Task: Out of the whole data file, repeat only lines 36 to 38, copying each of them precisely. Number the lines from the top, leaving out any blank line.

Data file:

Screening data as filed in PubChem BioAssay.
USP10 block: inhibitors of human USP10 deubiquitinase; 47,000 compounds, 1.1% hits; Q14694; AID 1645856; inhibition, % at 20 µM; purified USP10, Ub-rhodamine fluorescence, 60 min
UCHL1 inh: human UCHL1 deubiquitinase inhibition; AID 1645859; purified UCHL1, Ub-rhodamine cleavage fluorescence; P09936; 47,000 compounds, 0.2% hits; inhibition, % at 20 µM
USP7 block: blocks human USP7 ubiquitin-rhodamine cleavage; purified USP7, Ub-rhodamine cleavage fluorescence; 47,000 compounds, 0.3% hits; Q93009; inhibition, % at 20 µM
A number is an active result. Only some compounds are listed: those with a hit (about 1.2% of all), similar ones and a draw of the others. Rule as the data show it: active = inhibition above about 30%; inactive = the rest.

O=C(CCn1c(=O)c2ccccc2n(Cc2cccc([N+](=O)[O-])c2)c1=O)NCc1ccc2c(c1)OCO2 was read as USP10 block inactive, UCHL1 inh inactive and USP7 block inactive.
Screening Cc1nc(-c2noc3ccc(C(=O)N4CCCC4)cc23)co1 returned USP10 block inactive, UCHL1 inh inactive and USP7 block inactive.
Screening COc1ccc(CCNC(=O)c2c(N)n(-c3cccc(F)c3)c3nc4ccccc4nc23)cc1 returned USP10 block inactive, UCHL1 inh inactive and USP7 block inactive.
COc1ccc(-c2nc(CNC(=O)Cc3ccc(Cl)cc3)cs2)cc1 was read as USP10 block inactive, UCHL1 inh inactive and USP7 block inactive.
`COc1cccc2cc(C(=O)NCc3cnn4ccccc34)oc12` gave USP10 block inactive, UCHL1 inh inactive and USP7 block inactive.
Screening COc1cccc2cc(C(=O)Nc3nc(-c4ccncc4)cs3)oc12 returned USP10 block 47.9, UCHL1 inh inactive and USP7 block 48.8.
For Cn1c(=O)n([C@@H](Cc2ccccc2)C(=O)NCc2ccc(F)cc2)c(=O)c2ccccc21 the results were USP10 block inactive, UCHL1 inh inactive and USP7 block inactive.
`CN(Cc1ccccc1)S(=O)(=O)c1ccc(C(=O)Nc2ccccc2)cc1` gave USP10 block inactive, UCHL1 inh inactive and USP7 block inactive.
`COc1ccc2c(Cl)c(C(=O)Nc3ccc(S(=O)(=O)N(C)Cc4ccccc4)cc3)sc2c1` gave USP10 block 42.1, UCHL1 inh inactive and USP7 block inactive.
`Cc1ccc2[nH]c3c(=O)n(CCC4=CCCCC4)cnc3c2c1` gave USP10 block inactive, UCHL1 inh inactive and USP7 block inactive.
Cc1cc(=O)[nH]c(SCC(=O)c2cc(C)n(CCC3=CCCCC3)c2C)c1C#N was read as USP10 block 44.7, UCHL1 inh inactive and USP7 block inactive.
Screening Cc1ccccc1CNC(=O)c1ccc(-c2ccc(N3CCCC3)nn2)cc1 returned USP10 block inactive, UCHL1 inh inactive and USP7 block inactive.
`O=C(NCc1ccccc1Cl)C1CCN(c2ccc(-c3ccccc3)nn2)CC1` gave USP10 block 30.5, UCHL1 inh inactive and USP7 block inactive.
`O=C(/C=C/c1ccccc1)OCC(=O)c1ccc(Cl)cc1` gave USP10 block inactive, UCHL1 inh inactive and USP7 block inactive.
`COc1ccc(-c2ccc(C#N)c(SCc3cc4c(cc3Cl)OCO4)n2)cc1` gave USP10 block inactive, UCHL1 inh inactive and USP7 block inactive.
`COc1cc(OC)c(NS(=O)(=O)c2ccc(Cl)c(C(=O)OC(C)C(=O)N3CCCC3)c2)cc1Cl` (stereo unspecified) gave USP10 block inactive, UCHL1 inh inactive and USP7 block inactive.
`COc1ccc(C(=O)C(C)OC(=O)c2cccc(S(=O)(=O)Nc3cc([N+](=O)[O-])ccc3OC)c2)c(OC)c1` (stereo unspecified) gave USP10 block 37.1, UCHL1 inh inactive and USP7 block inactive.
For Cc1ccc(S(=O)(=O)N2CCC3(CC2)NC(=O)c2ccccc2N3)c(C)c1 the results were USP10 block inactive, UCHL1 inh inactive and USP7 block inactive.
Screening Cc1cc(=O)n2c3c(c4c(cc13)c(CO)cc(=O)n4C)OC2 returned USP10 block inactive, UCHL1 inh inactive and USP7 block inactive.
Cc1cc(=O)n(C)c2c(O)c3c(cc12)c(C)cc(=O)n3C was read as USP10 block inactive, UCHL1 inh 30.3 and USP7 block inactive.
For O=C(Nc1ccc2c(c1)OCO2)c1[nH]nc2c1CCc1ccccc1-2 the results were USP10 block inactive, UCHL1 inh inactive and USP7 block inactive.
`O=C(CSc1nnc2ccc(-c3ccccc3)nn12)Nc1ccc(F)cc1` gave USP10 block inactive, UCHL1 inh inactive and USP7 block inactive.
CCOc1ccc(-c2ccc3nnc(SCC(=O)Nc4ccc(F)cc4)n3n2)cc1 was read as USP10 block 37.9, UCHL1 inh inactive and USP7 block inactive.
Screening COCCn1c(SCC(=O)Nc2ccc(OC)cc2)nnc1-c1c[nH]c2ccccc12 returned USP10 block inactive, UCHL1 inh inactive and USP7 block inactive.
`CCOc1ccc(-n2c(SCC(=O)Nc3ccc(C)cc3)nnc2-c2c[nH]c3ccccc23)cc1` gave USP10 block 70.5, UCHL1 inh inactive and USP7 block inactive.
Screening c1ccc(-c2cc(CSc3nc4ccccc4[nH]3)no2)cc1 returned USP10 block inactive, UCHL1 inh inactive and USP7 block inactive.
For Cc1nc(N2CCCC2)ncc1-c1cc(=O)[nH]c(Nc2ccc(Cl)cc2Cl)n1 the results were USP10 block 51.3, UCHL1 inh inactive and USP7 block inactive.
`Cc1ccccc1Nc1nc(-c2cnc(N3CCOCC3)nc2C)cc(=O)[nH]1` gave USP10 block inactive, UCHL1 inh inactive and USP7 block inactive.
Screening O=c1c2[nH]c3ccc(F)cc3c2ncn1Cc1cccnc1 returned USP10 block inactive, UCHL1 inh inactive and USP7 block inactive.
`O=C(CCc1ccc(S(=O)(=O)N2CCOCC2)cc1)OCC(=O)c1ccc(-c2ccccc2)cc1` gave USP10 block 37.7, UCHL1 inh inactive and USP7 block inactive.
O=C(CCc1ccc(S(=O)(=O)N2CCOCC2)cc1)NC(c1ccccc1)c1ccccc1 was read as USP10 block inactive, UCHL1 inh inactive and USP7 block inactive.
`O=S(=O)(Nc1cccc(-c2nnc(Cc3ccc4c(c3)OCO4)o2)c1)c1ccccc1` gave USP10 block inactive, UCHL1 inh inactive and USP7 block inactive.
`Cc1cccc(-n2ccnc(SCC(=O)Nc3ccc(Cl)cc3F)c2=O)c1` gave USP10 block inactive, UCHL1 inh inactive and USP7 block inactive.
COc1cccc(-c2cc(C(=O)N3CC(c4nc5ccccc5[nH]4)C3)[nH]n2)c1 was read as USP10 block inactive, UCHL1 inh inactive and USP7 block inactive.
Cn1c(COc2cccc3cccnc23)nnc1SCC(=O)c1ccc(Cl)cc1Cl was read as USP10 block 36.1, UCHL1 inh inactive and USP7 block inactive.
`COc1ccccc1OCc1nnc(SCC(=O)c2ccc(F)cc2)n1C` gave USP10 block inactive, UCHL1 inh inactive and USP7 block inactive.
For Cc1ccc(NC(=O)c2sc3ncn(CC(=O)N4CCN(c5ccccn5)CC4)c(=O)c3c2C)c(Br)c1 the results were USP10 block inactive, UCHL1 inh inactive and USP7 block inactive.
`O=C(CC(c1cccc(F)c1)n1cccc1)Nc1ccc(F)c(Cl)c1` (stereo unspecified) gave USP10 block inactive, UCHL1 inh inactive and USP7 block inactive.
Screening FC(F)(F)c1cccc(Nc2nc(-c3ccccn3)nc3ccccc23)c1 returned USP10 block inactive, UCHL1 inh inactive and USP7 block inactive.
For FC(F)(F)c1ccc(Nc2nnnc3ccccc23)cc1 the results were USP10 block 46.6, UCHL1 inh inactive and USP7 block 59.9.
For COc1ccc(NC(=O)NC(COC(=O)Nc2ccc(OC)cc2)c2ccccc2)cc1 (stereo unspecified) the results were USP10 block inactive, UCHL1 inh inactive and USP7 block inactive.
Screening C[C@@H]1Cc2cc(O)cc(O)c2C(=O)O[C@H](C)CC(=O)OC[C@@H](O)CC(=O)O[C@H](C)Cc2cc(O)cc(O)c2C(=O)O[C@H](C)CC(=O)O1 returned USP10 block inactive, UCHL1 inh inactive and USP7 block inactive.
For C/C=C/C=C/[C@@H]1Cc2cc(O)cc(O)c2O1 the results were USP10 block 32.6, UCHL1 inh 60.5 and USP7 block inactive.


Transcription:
O=C(CCc1ccc(S(=O)(=O)N2CCOCC2)cc1)NC(c1ccccc1)c1ccccc1 was read as USP10 block inactive, UCHL1 inh inactive and USP7 block inactive.
`O=S(=O)(Nc1cccc(-c2nnc(Cc3ccc4c(c3)OCO4)o2)c1)c1ccccc1` gave USP10 block inactive, UCHL1 inh inactive and USP7 block inactive.
`Cc1cccc(-n2ccnc(SCC(=O)Nc3ccc(Cl)cc3F)c2=O)c1` gave USP10 block inactive, UCHL1 inh inactive and USP7 block inactive.